Archive for January 16th, 2011
This annual event is scheduled for a Sunday in January, when teams of 12 players are invited from each of quarter of Devon. It usually involves three teams, but this year all areas were able to raise a side, and they met at Exeter, at the Isca Centre, a comfortably appointed indoor bowls and bridge club, recently built on the site of the old County Show Ground. The North team is drawn from the membership of Tiverton and Barnstaple, South comes from the various clubs in Torbay, while the East comprises clubs in the Exeter & District League and the West comes from the membership of the large Plymouth Club. The overall population base of each area is approximately equal at 250,000, so to that extent it tends to make for a close contest.
Players are matched according to the Hutton Pairing system, which ensures that although the teams are mixed up, the formula guarantees that, for example where 4 teams are involved, four players from any one team will play each of the other teams, and of those four, 2 will have the white pieces and the other two being black. And, where there is an even number of teams, all players will be matched with someone on the same board number as themselves. It’s complicated, but it works and it’s fair.
Before the start, the organiser, Alan Maynard, was the only person to have seen all the team lists and ventured that the winners would be either East or West, but no-one was fooled by that prophesy as anything can happen in this kind of match – and usually does.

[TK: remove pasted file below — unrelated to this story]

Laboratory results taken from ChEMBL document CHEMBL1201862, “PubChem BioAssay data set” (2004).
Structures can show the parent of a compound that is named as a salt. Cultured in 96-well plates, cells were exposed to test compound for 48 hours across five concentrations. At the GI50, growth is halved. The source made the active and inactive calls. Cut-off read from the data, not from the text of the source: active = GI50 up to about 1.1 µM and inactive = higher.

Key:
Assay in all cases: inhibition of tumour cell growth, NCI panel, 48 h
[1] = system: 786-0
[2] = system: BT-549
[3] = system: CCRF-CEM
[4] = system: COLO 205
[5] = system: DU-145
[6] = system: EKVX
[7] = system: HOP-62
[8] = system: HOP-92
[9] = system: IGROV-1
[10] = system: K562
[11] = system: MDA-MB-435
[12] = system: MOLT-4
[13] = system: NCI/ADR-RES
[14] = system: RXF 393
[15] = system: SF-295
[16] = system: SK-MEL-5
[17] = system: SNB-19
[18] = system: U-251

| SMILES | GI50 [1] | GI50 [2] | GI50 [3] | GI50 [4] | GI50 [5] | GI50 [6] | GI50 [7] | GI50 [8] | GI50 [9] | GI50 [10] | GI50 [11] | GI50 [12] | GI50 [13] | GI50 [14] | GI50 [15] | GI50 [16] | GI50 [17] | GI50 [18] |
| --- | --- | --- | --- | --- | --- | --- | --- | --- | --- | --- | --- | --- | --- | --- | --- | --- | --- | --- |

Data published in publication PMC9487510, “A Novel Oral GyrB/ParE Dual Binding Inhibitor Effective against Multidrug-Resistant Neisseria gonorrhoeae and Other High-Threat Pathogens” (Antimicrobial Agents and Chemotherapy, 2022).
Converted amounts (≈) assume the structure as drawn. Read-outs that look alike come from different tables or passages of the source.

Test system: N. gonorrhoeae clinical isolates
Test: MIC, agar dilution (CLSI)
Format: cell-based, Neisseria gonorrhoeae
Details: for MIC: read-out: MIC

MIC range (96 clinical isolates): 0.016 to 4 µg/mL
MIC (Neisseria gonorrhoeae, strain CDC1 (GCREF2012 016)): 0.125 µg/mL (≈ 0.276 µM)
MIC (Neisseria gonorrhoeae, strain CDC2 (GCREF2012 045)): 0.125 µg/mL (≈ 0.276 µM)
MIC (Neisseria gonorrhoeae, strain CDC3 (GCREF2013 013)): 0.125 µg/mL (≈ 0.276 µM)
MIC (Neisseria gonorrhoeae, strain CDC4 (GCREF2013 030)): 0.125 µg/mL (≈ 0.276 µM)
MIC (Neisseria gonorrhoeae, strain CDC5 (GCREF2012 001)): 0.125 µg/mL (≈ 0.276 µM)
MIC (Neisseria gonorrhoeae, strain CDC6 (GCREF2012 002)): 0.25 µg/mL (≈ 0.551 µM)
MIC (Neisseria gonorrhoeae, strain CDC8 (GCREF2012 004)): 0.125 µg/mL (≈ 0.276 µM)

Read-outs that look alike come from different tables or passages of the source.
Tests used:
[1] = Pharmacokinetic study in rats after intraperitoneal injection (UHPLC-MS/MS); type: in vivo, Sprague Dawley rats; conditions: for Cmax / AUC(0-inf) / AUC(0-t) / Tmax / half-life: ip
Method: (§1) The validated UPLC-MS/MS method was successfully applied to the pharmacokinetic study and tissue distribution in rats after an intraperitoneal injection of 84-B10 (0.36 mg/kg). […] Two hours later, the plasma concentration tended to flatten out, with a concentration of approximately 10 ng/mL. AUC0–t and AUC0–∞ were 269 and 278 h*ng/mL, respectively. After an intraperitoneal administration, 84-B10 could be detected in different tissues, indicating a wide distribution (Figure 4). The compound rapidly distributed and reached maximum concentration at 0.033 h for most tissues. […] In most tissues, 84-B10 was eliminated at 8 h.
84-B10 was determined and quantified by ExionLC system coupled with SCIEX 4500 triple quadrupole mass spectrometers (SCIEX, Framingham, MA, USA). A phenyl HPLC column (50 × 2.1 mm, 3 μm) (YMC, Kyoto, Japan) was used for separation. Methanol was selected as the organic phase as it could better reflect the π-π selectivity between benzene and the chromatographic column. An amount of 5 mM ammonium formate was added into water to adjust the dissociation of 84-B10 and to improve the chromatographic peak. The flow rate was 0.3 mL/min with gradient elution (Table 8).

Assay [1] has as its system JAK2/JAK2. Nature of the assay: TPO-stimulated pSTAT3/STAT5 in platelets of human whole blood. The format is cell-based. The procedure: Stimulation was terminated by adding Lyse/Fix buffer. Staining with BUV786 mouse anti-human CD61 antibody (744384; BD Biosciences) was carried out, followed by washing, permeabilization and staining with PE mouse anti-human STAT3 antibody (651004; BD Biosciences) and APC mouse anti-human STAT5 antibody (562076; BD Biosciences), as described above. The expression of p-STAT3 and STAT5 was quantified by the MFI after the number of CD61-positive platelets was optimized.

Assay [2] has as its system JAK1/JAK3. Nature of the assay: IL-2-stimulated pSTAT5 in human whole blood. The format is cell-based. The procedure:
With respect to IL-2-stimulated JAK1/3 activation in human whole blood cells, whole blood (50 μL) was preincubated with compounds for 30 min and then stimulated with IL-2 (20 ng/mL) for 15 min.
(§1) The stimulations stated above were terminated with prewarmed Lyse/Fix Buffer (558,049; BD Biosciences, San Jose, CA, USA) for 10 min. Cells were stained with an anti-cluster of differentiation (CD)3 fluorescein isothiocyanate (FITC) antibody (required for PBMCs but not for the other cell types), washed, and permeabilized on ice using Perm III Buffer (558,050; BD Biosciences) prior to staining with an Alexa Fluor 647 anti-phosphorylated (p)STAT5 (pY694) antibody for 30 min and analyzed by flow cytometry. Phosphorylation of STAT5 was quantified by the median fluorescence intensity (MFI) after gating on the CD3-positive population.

Certainly, the East started well, winning two of their 1st 3 games, while the West lost their 1st games, but from then on there was never more than a point between them. In the end, it came down to the very last game to finish, David Toms of the East against Richard Pollock of the West, Toms needing to win for East to share 1st place. In the early endgame, Toms had blundered away a bishop, having seen the trap in earlier analysis, but had two extra pawns for it. It came down to a bishop + 3 vs 5 pawns. Toms fought gamely to give himself a chance, and indeed both queened a pawn. But Pollock was able to force them both off immediately and was left with a solitary pawn free to get his 3rd queen. So the matter was settled by the last pawn in the last game to finish - it was that close.